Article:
Regardless of where your subs are located in your room, it's essential to level match the subs before calibration.
Arc Genesis comes in several OS flavours, including Window and Mac, with support for apple and android coming. While I like the convenience of an app, a laptop provides both a larger display area and the ease of navigation with a mouse.
After downloading ARC Genesis from the Anthem website, you need to a calibration file for the factory-calibrated microphone. While this may sound complicated, it's merely a matter of inputting your microphone's serial number and downloading the microphone specific file.
Upon opening Genesis for the first time, you're given the option to use the software in either Auto or Professional mode. If you're not prepared to dive into the rabbit hole, I'd strongly suggest you use Auto mode.
From the home screen, you also have the option of Launching' Quick Measure'. This tool was invaluable, not only allowing me to level match my subs but also experiment with placement and watch the effect in real-time.
There are also four-speaker profiles onboard the MRX-720 where calibrations and speaker layouts can be stored. Fancy having a separate calibration/profile for two-channel listening? Here, you're given the option to save multiple speaker profiles and calibrations when running Genesis.
Moving to the calibration itself, ARC now provides the option to measure between five to ten different positions. While there's the temptation to dive straight in, I'd strongly recommend you visit the ARC Genesis homepage and follow the instructions there for accurate microphone placement.
Depending on whether you've chosen Professional or Auto (this can be changed at any time in Preferences), you'll have the option to upload the correction values directly to the AVR or review and customise them before uploading.
If you've chosen the Profesional option, things get interesting. Where ARC previously limited correction to 5kHz, there's now the option to go up to 20kHz.
If you're given to tinkering, you can alter everything from room gain, bass response, high-frequency roll-off and tilt, which can either boost or lower high-end frequencies. Although most users are going to want to avoid adjusting these types of controls, there's enough to keep advanced users busy.
During the period of the review, I used both the Auto and Professional options. While I mostly let Genesis 'do its thing' the professional option did allow me to review what Genesis had done. With perhaps the exception of Dirac, Genesis is the only room correction solution that has accurately set my crossovers without manual intervention.
While there are a plethora of options available for advanced users, new users shouldn't be put off. Auto mode is intuitive and straightforward enough to follow, while still harnessing all the power that Genesis has to offer.
Like the Blu-ray, the 4K UHD of Fury is a 'sonic tour de force', and the type that the MRX-720 revels in. I've seen this movie played on several different systems including my own and while it always sounds good, I can't ever recall it sounding this good.
Here the 720's amps showed just how capable they are, driving my speakers to the necessary sound levels to create an engaging home theatre experience and beyond. Tank shells ricocheted around the large sound-field that the MRX-720 and Genesis created, often startling and placing me slap bang in the middle of the battle, sans the blood, grime and mud.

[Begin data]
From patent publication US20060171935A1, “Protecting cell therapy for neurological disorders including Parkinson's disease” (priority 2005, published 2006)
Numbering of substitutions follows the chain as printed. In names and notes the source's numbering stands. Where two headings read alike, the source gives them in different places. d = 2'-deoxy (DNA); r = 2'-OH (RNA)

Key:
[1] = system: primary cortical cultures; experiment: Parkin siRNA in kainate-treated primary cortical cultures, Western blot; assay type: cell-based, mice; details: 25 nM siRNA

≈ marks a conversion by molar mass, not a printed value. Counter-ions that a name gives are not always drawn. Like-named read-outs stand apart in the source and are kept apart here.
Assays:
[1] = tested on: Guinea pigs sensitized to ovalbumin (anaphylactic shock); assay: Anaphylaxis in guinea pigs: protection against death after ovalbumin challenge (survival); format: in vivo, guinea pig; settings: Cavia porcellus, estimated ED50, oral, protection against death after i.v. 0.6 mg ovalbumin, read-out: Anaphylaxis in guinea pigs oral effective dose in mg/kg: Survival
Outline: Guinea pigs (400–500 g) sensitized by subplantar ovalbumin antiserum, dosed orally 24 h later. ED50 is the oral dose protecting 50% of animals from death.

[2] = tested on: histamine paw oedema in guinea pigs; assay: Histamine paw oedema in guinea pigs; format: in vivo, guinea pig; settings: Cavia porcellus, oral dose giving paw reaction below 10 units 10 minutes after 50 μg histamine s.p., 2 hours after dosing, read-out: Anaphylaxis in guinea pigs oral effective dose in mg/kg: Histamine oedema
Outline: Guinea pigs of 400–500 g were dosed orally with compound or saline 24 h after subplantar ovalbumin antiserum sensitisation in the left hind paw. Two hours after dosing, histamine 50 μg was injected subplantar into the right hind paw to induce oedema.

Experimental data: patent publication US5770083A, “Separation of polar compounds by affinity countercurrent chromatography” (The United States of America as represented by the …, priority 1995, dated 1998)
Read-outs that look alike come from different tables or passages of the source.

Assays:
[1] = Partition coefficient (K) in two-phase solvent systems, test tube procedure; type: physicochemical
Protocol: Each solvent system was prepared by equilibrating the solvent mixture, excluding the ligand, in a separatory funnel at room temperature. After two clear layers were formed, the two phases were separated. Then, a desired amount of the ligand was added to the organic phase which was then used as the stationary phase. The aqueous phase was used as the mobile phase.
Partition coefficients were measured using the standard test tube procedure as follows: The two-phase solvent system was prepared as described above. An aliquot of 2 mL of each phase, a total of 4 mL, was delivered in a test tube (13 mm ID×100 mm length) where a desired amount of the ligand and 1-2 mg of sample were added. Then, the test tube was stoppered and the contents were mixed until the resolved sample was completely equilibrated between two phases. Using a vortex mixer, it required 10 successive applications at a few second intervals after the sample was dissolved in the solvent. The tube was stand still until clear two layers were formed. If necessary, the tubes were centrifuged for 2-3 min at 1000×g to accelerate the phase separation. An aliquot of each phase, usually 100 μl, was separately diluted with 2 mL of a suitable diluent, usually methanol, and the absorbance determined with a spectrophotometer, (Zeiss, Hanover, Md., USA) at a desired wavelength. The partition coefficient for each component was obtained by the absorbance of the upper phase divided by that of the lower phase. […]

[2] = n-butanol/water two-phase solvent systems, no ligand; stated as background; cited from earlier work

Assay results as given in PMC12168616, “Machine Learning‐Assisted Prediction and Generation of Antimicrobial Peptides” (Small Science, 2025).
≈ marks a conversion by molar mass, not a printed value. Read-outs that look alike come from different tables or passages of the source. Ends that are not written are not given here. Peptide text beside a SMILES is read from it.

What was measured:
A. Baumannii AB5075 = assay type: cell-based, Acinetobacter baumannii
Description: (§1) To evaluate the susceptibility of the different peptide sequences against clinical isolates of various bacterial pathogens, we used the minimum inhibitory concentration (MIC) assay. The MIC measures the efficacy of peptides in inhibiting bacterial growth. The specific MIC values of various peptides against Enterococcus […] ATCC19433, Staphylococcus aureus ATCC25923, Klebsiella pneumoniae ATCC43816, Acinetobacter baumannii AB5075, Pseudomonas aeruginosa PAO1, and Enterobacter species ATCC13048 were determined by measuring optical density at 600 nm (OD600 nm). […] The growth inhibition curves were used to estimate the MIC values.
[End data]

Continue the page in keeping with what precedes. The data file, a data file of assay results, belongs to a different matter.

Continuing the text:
The benefits of using ARC Genesis were readily apparent not only in the way it created a seamless soundscape, but in the bass delivery. Simply put, I've never heard bass this good in my listening room from any other room correction software, including the previous incarnation of ARC.
Firing up John Wick (pun intended) on 4K Blu-ray, gunshots were given a tactile sense of slam and precision. I've always favoured Audyssey Bass EQ in my listening room for its ability to both time-align and balance dual subs. Genesis, however, even with the 720's parallel outputs was the superior of the two.
The best part? It was all done with Genesis' Auto calibration mode, without any manual intervention.
Playing the Dolby Atmos soundtrack on the 4K UHD version of The Greatest Showman, the MRX-720 put in a first-class performance, not quite matching my Denon AVC-X8500 in terms of finesse, or subtlety.
Moving onto the car-chase scene in Ready Player One, however, the combination of the MRX-720's powerful amps and ARC Genesis came together to set another new benchmark for performance in my listening room. The sound of debris, dinosaurs and a giant gorilla moved deftly about the listening space with a sense of precision and power that created one of my better home theatre experiences to date.
The Anthem MRX-720 is a both a natural sounding and powerful AVR that well and truly lives up to Anthem's claims of “separates like performance”.
Throw ARC Genesis into the mix, and you've got an AVR that frankly has no right sounding this good for it's price-point.
It looks as though Anthem may have me eating my words regarding parallel sub outputs, at least in my listening environment. As with the MRX-1120 that we reviewed a couple of years back, the MRX-720 is big, bold and cinematic.
The Anthem MRX-720 may go on to become a new benchmark in my home theatre, and the MRX-720 has earned a StereoNET Applause Award for not only Best in Class, but also Best Value.
For more information, visit Anthem.
As the owner of Adelaide based ‘Clarity Audio & Video Calibration’, Tony is a certified ISF Calibrator. Tony is an accomplished Audio-Visual reviewer specialising in theatre and visual products.